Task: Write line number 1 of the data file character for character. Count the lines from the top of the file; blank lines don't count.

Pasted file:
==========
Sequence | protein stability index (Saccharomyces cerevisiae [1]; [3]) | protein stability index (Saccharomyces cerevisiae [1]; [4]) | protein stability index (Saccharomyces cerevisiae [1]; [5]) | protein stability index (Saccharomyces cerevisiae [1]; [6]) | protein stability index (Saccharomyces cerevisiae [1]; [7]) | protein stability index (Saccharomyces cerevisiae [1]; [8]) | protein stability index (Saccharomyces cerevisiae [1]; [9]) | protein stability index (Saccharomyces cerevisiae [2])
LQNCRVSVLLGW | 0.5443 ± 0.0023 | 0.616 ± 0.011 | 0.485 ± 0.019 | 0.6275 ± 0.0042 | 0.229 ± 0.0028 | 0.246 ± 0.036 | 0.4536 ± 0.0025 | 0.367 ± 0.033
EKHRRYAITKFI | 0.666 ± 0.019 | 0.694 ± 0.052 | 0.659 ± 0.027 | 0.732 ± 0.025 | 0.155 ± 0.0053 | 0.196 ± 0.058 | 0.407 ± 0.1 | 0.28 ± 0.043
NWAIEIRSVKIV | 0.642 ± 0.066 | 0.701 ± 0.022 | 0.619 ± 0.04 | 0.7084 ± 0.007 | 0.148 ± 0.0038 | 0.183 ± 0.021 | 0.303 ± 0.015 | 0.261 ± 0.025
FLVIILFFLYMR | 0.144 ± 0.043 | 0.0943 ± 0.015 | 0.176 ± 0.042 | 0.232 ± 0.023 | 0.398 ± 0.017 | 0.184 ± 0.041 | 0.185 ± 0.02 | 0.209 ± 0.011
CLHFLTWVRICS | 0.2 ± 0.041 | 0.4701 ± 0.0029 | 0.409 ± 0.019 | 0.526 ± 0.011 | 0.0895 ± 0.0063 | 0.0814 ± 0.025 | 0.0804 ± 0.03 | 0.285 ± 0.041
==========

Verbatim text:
Sequence | protein stability index (Saccharomyces cerevisiae [1]; [3]) | protein stability index (Saccharomyces cerevisiae [1]; [4]) | protein stability index (Saccharomyces cerevisiae [1]; [5]) | protein stability index (Saccharomyces cerevisiae [1]; [6]) | protein stability index (Saccharomyces cerevisiae [1]; [7]) | protein stability index (Saccharomyces cerevisiae [1]; [8]) | protein stability index (Saccharomyces cerevisiae [1]; [9]) | protein stability index (Saccharomyces cerevisiae [2])